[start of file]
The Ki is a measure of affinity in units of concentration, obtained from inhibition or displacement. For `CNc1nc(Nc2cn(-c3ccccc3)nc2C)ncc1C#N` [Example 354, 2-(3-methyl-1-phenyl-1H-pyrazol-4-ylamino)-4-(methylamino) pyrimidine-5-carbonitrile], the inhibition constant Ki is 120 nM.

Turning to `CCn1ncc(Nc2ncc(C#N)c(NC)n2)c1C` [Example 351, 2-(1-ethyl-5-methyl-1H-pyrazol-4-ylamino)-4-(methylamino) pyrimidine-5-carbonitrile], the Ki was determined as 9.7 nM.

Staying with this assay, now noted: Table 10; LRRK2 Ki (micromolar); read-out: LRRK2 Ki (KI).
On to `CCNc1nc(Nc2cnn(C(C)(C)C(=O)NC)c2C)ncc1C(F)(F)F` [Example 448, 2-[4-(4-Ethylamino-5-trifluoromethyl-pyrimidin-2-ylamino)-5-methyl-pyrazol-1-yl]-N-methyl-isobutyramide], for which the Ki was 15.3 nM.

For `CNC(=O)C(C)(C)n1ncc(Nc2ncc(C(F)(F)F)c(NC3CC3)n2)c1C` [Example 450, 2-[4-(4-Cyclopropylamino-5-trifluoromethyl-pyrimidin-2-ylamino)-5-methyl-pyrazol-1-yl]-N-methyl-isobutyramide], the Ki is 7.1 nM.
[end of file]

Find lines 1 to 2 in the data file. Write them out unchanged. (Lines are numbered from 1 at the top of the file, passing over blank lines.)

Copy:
The Ki is a measure of affinity in units of concentration, obtained from inhibition or displacement. For `CNc1nc(Nc2cn(-c3ccccc3)nc2C)ncc1C#N` [Example 354, 2-(3-methyl-1-phenyl-1H-pyrazol-4-ylamino)-4-(methylamino) pyrimidine-5-carbonitrile], the inhibition constant Ki is 120 nM.

Turning to `CCn1ncc(Nc2ncc(C#N)c(NC)n2)c1C` [Example 351, 2-(1-ethyl-5-methyl-1H-pyrazol-4-ylamino)-4-(methylamino) pyrimidine-5-carbonitrile], the Ki was determined as 9.7 nM.